Judges should give written reasons for short prison sentences, group says
Irish Penal Reform Trust paper says community service is underutilised in Ireland
Judges who opt for custodial sentences of less than 12 months instead of a non-custodial alternative should be legally compelled to explain why, a paper by the Irish Penal Reform Trust says. File photograph: Getty Images
Judges who send people to prison for less than a year should have to submit written justifications for doing so, a new paper by the Irish Penal Reform Trust (IPRT) says.
The discussion document, to be published on Wednesday, says the application of community service is under-utilised in Ireland and should be legislatively based.
Judges who opt for custodial sentences of less than 12 months instead of a non-custodial alternative such as a community service order (CSO) should be legally compelled to explain why, it says.
“Imprisonment causes a number of serious social harms, and therefore should only be used sparingly ... the numbers in prison should be reduced,” the IPRT paper Community Service in Ireland says. “Ireland’s penal policy should instead be focused on non-custodial responses to crime.”
According to its data, the number of community service orders imposed fell from 2,738 in 2011 to 1,938 in 2015, with a slight increase to 2,067 last year.
The orders are alternatives to short prison sentences where recipients complete a certain amount of unpaid work, ranging from 40 to 240 hours, depending on the offence.
In 2016, the Probation Service supervised 2,067 orders, totalling 326,967 hours of work in lieu of 1,006 years in prison.
The IPRT report, based on doctoral research by Dr Kate O’Hara, promotes the benefits for both offender and society of the CSO alternative to imprisonment. It also points to potential economic gains to the State, as annual incarceration costs are about €70,000 per prisoner – while community service orders cost about €2,500 each.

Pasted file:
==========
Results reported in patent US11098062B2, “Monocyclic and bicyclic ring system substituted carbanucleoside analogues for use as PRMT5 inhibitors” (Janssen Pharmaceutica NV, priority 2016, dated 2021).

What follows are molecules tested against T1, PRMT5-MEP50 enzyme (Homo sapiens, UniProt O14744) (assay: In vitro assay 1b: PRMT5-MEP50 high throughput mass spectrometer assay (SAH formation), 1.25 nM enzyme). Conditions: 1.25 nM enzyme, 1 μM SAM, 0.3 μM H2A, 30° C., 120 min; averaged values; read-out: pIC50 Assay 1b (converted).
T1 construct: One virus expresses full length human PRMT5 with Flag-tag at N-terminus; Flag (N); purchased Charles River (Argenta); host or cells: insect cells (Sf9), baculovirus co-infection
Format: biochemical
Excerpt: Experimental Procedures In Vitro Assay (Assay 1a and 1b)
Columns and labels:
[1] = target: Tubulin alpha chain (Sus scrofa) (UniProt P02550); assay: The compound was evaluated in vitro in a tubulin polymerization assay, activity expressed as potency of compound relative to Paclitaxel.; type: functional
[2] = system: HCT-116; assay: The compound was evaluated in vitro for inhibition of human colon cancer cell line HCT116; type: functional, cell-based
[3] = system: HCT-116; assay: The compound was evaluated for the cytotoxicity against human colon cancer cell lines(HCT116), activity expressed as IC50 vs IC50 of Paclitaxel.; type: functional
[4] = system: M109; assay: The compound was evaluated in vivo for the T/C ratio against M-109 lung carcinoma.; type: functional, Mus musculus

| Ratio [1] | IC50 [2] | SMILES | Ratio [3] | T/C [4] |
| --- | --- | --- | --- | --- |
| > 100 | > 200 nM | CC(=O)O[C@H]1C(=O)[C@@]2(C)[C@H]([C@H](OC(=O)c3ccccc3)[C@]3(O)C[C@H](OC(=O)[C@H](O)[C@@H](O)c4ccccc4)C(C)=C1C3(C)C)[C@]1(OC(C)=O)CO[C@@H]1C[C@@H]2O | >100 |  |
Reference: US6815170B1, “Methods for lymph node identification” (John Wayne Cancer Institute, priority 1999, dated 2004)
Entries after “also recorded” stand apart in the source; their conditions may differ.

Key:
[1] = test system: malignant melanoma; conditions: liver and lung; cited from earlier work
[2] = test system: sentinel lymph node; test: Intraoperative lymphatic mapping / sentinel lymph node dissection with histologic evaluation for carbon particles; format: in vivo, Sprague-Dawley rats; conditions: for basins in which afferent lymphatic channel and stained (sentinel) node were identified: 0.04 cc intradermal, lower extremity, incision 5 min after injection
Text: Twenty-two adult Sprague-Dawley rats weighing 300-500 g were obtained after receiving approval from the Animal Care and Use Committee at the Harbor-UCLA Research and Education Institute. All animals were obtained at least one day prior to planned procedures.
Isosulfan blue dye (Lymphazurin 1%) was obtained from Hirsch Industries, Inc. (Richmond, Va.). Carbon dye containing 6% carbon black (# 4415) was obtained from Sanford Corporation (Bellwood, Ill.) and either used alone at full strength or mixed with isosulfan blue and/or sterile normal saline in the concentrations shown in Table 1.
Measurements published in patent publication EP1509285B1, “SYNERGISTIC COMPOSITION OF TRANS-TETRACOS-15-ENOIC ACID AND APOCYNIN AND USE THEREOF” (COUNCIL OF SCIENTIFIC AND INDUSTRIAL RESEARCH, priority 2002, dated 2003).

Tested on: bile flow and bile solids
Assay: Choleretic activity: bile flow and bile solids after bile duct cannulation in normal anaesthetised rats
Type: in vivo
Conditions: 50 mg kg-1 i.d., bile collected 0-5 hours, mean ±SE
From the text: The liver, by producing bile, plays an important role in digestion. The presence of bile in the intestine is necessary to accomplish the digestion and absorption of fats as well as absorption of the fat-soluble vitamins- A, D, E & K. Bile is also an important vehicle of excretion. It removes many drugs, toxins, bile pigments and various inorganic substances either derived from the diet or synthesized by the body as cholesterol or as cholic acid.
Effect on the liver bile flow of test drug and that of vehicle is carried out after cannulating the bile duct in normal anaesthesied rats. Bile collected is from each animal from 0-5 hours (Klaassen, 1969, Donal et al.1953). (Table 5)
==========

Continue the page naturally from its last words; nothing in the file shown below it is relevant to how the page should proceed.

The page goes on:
The paper says work carried out by those on CSOs is also socially beneficial; last year alone over 300,000 hours of work were completed with an estimated value of €3 million.
“Despite these benefits, community service orders are under-utilised by the Irish criminal justice system.”
Limited existing data illustrates an “overreliance” on prison. In 2012, Ireland’s committal rate (those entering prison) was 375.6 people per 100,000 (population), compared to a European average of 163.5.
Nevertheless, prison sentences of less than 12 months fell by almost 30 per cent in 2010 to 2015. The same period saw a reduction in the number of CSOs.
IPRT says “the emphasis on imprisonment as punishment in Ireland may be shifting ”, but the need for a greater utilisation of CSOs remains.
“Community service works to the advantage of individuals - for example, by encouraging a sense of participation in society, and to the advantage of wider society,” the IPRT research argues.
“Not only was it reported [in the course of the research] that communities benefited from the unpaid work completed, many recipients compared their work to regular employment and reported a change of outlook.”
By contrast, it says custodial sentences can be damaging. “Short periods of imprisonment can have long-lasting negative effects, including disruption to family relationships, contact with social or community services, and loss of employment,” the paper noted.
Among a number of recommendations, the IPRT has said the use of short custodial sentences should be subject to greater accountability.
“The principle of imprisonment as a last resort should be enshrined in legislation, with a mandatory provision that judges must provide written reasons where a custodial sentence of less than 12 months is imposed instead of a non-custodial alternative.”